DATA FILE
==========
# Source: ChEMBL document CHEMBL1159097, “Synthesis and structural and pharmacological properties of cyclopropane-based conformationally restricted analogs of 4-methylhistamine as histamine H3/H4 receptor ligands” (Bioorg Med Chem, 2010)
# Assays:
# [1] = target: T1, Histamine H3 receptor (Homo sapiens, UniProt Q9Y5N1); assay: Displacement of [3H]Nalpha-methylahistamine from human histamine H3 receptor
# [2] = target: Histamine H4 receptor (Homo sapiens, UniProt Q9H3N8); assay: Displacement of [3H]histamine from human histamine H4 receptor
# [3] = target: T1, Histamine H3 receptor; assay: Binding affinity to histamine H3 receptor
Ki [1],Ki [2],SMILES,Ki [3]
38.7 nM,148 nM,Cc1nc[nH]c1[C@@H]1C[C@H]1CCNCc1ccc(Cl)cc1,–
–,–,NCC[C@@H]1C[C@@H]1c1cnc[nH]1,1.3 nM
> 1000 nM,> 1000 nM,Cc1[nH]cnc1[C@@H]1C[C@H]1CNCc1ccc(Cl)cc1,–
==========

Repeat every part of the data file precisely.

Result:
# Source: ChEMBL document CHEMBL1159097, “Synthesis and structural and pharmacological properties of cyclopropane-based conformationally restricted analogs of 4-methylhistamine as histamine H3/H4 receptor ligands” (Bioorg Med Chem, 2010)
# Assays:
# [1] = target: T1, Histamine H3 receptor (Homo sapiens, UniProt Q9Y5N1); assay: Displacement of [3H]Nalpha-methylahistamine from human histamine H3 receptor
# [2] = target: Histamine H4 receptor (Homo sapiens, UniProt Q9H3N8); assay: Displacement of [3H]histamine from human histamine H4 receptor
# [3] = target: T1, Histamine H3 receptor; assay: Binding affinity to histamine H3 receptor
Ki [1],Ki [2],SMILES,Ki [3]
38.7 nM,148 nM,Cc1nc[nH]c1[C@@H]1C[C@H]1CCNCc1ccc(Cl)cc1,–
–,–,NCC[C@@H]1C[C@@H]1c1cnc[nH]1,1.3 nM
> 1000 nM,> 1000 nM,Cc1[nH]cnc1[C@@H]1C[C@H]1CNCc1ccc(Cl)cc1,–